In this report, a reliable peptide nucleic acid (PNA) microarray-based method for accurately detecting single nucleotide polymorphism (SNP) in human genes is described. The technique relies on the mismatched cleavage activity of a single-strand specific (SSS) nuclease. PCR amplification was performed to prepare gene fragments containing the mutation sites. The amplified fragments were then employed as templates for the SSS nuclease reaction using chimeric probes, modified with biotin at the 5′ end and extended with a unique anchoring zip-code complement sequence at the 3′ end. The SSS nuclease promotes cleavage of heteroduplex DNAs at base mismatched positions to produce crumbled chimeric probes in the presence of imperfectly matching template strands. In contrast, the probes remain intact when they interact with perfectly matched template strands. Only the non-fragmented probes generate fluorescence signals after treatment with streptavidin-Cy3 on the PNA zip-code array. This methodology was used to successfully genotype selected Korean-specific BRCA mutation sites with wild type and mutant samples. The investigation has led to the development of a reliable SSS nuclease-based system for the diagnosis of human genetic mutations or SNPs.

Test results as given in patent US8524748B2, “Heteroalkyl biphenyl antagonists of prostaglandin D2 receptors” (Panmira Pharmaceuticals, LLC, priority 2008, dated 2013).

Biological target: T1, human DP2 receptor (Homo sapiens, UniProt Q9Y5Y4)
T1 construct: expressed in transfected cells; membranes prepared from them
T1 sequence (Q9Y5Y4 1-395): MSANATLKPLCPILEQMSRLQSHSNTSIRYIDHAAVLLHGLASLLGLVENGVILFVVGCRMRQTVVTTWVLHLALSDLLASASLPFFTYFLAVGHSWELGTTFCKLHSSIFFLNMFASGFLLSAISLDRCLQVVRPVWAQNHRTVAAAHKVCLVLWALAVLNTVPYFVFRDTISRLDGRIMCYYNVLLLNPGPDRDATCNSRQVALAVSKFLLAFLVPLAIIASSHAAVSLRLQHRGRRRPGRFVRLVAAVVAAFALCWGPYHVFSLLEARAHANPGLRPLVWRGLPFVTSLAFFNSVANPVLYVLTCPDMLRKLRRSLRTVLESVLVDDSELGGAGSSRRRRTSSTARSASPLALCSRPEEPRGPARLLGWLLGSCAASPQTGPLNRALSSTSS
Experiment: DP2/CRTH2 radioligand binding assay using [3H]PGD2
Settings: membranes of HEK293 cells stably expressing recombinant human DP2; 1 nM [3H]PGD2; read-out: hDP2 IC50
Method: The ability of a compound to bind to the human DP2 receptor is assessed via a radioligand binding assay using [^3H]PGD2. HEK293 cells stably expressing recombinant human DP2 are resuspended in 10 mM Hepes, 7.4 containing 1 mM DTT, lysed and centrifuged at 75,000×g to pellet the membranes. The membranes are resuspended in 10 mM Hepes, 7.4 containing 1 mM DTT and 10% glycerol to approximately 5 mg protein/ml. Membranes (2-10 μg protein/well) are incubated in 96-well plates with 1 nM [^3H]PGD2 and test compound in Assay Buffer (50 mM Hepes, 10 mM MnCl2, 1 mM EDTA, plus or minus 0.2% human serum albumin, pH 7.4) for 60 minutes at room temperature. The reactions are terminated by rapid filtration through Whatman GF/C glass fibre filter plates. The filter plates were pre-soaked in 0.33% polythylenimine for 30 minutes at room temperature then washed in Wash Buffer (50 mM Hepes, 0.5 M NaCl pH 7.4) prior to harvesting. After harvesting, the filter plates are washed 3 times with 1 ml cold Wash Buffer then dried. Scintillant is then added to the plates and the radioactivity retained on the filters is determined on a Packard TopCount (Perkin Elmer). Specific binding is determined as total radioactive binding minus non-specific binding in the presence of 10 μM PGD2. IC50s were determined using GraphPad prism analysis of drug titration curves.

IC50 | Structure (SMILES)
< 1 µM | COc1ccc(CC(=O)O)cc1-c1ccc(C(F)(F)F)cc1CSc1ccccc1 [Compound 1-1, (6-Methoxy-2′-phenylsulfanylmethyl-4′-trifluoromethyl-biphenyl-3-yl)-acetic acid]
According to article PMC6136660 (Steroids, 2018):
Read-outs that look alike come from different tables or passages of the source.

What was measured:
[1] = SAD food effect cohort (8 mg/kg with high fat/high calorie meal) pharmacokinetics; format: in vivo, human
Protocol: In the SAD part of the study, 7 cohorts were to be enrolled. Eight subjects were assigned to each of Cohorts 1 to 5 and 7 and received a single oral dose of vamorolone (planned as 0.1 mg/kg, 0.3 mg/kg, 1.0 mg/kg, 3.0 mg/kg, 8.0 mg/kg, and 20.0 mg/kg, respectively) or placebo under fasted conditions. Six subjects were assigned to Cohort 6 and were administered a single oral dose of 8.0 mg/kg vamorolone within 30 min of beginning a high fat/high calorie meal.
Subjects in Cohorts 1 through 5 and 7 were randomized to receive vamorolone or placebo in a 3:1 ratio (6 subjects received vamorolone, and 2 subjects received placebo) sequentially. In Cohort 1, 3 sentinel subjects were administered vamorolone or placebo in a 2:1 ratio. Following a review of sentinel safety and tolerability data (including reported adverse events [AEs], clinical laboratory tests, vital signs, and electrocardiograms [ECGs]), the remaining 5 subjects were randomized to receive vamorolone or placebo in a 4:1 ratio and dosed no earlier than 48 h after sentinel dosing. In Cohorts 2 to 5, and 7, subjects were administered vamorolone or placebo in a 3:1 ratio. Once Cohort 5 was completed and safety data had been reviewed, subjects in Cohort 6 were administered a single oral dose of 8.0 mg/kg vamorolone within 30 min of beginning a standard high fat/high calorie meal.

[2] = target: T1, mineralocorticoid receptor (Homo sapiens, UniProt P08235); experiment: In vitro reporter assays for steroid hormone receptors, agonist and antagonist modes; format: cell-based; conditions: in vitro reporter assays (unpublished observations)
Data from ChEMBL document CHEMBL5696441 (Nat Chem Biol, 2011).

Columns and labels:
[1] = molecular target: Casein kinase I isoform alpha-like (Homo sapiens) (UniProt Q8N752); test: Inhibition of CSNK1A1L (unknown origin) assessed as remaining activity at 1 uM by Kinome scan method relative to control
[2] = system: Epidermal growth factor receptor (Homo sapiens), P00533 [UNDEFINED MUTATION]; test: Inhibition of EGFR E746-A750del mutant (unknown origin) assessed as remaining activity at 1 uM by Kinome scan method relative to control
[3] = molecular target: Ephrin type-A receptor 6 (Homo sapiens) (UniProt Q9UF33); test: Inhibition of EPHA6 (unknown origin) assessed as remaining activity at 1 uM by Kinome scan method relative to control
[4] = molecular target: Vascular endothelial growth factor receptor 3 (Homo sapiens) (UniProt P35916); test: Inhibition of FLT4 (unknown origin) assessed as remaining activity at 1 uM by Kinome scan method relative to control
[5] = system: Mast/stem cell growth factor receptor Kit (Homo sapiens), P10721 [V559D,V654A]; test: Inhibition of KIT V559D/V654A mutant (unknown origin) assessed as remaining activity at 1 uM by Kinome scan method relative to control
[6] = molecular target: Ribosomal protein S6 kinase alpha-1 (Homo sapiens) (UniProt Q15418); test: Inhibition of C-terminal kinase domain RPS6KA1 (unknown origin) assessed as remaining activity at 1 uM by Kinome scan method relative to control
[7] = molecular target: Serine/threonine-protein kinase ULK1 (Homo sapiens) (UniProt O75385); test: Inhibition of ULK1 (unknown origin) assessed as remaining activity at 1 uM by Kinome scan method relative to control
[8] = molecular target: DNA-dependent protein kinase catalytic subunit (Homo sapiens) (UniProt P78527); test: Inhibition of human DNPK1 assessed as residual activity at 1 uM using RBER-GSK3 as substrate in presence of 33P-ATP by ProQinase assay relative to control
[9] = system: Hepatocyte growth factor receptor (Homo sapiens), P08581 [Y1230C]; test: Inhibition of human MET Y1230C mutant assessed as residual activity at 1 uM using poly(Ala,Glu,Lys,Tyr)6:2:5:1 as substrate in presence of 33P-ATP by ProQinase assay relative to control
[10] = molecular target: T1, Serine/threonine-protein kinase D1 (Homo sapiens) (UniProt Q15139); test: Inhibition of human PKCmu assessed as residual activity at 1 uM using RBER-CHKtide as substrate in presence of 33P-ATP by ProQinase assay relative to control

- Single-strand specific (SSS) nuclease
ASJC Scopus subject areas
- Biomedical Engineering